For some a visit to their doctor is an annual occasion, a wellness checkup just to make sure everything is OK. For others the visits to the doctor are a little more frequent, in order to follow up after an illness or injury or maybe even to manage a chronic health problem. Whatever the reason for the visit though most doctors do keep their appointments as short and efficient as possible, to help ensure that every patient gets the care they need.
That does not mean that you should be rushed, or that you should feel that there is no time to bring up your concerns. It simply means that by being a little more prepared for each visit to your doctor you can really get the most out of it. Here are a few helpful tips to help you maximize the value of every visit, especially if you are meeting with a new doctor.
First Visit Basics
You have just chosen a new affordable medical aid plan and a new doctor comes along with that. In order for that first meeting with them to be a success and so that you can begin to forge that all important doctor/patient relationship a little preparation is called for:
Before Your Appointment
Check with the doctors office to see if you can fill out some of the required paperwork in advance. Many offices do now offer a number of downloadable, printable forms that you can then complete in the comfort of your own home, where all of the information you might need is right at your fingertips.
Make sure that you know as much about your own, and your family’s medical history as possible. Being able to give that information to the doctor and their staff right away will help make sure that you get the best care possible.
Make a list of all the medications you currently take, including any vitamin supplements or naturopathic medicines. Again, this will help ensure that you get the best possible care and that you are not prescribed any medication that might interact with those you already take.
If you are seeing the doctor for a specific health problem, rather than a simple checkup, and you have been treated for a similar problem in the past, if at all possible bring the records pertaining to that treatment to the appointment with you.
During the Appointment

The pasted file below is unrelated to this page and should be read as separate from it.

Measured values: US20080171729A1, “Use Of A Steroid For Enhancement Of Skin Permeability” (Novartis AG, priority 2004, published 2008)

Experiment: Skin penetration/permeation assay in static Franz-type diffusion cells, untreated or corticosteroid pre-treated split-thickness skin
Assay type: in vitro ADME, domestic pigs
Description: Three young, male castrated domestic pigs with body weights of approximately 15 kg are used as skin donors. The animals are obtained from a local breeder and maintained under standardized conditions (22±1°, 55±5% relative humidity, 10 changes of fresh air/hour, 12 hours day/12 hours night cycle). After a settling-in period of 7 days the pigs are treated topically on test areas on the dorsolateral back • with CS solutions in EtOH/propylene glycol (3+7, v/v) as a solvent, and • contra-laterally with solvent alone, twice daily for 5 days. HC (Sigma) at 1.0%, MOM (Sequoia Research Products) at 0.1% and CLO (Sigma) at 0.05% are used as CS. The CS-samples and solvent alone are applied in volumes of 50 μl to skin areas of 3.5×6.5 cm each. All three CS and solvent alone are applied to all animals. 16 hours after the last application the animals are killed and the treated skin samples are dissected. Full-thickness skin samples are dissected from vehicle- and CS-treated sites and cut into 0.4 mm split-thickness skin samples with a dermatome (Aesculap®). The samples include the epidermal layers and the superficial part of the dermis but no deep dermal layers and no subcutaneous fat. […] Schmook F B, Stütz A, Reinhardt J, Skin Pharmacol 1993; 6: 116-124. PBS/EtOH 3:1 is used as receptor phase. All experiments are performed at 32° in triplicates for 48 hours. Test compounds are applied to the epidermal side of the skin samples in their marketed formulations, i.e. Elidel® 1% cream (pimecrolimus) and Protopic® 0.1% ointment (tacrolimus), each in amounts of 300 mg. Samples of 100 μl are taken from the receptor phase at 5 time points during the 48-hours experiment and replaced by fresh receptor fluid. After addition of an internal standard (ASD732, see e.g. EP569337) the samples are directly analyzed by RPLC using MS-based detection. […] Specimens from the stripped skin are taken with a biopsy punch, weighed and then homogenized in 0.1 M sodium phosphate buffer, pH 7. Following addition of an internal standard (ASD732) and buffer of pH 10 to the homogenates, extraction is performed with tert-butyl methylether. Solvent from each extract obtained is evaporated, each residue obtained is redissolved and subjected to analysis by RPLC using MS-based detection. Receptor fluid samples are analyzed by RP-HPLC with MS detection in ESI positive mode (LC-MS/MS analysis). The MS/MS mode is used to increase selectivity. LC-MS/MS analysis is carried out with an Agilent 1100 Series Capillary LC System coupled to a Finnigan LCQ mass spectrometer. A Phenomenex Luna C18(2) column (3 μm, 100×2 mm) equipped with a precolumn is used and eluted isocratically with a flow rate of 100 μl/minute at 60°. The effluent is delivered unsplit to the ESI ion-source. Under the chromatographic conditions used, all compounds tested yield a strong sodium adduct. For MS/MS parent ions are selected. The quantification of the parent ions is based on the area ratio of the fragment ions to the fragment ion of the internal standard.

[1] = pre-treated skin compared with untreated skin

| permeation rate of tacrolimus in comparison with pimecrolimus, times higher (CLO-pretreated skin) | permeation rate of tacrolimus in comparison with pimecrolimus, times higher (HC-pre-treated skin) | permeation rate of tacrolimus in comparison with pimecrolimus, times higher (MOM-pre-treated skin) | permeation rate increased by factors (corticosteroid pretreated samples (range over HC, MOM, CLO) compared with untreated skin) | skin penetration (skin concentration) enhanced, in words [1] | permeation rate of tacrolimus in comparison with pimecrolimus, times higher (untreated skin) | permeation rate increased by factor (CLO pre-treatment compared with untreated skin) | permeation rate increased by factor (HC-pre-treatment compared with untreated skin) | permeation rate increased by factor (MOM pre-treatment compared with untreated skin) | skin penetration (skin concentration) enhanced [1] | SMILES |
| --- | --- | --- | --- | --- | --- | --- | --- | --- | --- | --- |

Begin by telling the doctor about your main concerns, even if you are generally healthy. Even healthy people tend to have one or two nagging health worries at the back of their minds (Am I a little overweight? My family has a history of certain cancers, should I be getting any special tests?) Bring these up first, so that you and the doctor are on the same page about what may be troubling you most.
If you are seeing the doctor for a specific problem make sure you describe all of your symptoms as clearly as possible. Doctors are smart people, buy they are not psychics!
Bring a notepad with you and make notes as the appointment progresses. Even though you may be listening very carefully to all of the information and advice you are given the chances are that even the most attentive person will forget some of it. The notes will serve as a handy reminder.
You should also bring your medical aid plan’s formulary listing with you. This way, if you are given a new medication that is not covered by it you can ask the doctor right away if they can perhaps prescribe something similar that is right then, before the prescription written, potentially saving you hours of telephone time trying to get it changed at a later date.
Some feel that they should not really have to so much ‘prep’ just to see a new doctor, after all they are not being paid to do it and the doctor is. However, by taking an active role in your own care you’ll be doing even more to help protect your most valuable personal asset; your health.